A bit of the backstory
Our team initially planned to tell a political thriller—a story of Russians and Americans fueled by fear, locked in competition, racing toward the Moon. We thought it would be an exhilarating journey for our guests.
But the more time we spent researching, interviewing, and hearing new stories, it became clear that we were discovering moments that hadn't been shared: stories of men and women, not as heroes, but as real people who could only accomplish their lofty goals with help from their families and support systems. This new story felt truly personal.
Historic NASA images, mission insignia, and pieces from the Adler's collections influenced color and typography choices.
Jim Lovell's Mercury program rejection letter, 1959; Apollo XIII mission patch; Mercury 7 astronauts.
Mission Moon exhibition identity. This execution was featured as a large, promotional banner on an exterior wall of the planetarium.
Type & color
Knockout was used for large first-person quotes and didactic panel headlines. It sits tightly together to allow for more text in tighter spaces, while remaining bold, and powerful. Brandon Text, with its 1930s geometric influences, blends seamlessly with the planetarium's art deco style while remaining highly legible at various sizes.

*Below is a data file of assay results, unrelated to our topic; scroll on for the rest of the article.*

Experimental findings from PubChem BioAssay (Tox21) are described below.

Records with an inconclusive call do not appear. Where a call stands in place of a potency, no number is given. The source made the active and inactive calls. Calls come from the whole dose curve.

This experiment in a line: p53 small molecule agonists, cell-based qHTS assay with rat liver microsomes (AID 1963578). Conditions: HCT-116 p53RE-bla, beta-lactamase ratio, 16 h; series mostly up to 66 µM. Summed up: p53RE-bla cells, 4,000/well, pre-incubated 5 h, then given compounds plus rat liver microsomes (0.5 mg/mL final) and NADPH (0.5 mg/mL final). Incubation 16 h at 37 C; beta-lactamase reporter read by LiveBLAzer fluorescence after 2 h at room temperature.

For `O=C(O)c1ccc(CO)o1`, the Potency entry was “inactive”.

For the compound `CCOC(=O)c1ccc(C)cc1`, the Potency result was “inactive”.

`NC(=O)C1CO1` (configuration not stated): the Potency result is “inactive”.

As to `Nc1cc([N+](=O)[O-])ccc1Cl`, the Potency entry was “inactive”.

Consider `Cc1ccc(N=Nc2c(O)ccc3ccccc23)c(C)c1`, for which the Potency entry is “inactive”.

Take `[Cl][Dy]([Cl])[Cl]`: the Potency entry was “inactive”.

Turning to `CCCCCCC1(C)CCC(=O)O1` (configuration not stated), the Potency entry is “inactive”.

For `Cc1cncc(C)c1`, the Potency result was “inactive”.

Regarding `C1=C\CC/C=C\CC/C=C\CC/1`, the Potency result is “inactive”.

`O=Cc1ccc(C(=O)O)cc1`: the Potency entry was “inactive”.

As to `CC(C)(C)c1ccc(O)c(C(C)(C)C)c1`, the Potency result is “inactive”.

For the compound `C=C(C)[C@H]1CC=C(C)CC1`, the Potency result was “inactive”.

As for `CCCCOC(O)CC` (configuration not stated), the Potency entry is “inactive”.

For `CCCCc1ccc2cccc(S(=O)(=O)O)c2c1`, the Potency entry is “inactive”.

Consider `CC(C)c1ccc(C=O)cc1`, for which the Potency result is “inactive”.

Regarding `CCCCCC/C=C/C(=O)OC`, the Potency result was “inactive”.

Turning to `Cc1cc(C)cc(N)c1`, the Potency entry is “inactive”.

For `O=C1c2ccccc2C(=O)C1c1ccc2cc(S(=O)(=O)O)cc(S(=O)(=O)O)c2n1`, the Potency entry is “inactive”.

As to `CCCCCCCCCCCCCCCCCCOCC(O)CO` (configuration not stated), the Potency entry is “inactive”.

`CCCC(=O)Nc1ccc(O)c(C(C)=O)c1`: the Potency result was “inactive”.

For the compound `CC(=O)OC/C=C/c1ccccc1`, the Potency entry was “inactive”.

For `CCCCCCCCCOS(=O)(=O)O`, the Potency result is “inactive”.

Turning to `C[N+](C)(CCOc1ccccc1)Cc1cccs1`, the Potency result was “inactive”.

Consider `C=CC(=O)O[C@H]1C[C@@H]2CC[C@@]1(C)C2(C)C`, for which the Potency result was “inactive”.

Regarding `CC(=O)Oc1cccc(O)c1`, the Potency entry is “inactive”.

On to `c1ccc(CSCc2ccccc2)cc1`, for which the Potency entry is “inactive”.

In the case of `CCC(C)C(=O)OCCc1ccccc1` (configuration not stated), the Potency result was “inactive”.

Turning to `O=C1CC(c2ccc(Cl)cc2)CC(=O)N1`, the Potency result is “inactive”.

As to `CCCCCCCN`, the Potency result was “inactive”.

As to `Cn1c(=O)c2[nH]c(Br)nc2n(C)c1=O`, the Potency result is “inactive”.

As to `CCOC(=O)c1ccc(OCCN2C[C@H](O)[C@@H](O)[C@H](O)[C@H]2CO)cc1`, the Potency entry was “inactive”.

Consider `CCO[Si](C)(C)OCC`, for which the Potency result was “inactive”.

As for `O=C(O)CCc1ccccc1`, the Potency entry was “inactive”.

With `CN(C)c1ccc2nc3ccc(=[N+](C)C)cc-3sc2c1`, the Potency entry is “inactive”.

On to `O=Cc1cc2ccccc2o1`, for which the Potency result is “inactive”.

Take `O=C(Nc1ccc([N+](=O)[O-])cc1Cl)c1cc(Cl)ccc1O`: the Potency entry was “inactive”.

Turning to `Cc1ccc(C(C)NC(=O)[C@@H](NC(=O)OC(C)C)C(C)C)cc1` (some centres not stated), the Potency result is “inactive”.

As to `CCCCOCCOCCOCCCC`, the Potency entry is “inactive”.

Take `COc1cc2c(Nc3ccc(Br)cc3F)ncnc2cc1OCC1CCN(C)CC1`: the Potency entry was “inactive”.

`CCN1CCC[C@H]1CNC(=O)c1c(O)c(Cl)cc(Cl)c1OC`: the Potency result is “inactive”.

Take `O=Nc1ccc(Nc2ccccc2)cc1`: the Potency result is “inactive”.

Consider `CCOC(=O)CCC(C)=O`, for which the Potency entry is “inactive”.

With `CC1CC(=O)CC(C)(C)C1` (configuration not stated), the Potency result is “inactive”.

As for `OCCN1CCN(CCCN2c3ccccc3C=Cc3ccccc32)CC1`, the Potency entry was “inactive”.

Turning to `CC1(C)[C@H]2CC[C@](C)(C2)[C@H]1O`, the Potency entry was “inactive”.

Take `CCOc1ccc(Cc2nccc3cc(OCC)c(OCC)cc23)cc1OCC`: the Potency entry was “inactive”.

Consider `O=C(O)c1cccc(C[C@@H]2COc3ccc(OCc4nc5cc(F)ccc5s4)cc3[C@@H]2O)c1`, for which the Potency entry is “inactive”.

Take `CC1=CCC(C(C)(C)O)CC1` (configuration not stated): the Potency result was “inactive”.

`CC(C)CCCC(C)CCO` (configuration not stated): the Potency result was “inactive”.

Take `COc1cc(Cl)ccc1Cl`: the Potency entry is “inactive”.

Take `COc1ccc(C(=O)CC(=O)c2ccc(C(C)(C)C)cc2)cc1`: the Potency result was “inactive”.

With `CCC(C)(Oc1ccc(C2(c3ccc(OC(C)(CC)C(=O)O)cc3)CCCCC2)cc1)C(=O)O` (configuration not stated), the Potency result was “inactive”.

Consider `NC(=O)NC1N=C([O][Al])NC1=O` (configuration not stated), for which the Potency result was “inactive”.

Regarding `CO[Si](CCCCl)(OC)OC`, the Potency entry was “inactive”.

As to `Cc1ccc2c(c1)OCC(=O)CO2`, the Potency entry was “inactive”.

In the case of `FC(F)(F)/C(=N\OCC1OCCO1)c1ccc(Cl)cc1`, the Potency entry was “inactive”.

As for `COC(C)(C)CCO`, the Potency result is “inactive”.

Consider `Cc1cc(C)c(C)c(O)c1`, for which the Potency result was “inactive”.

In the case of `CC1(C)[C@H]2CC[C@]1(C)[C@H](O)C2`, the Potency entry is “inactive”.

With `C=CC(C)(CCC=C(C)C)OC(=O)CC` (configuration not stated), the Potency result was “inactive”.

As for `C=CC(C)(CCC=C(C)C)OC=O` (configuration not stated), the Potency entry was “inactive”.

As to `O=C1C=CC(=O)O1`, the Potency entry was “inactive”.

Didactic panel headline; Didactic panel date; Didactic panel text.
A small budget and a tight timeline meant the team needed to be creative. The biggest visual transformation was achieved with paint. Color was used to denote zones throughout the exhibition and to bring attention to key elements, interactions, and artifacts. Even artifact case interiors were painted (a first at the Adler) for increased contrast, bringing new life to the artifacts that often got lost in Shoot for the Moon.
The majority of the graphics were printed and assembled in-house. NASA archive imagery, often too small to scale up to the necessary size, was converted to a halftone pattern and enlarged. This fit stylistically with the time period of the exhibition, and hid compression and image-scaling artifacts.
Special attention was paid to increase overall accessibility in the gallery. Type was updated to adhere to more rigorous visual standards for size and contrast. Physical interactives were created to accommodate folks of many abilities. A ramp was built around the Gemini 12 Spacecraft to ensure guests of all ages, heights, and abilities could get a closer glimpse of this truly remarkable historic artifact.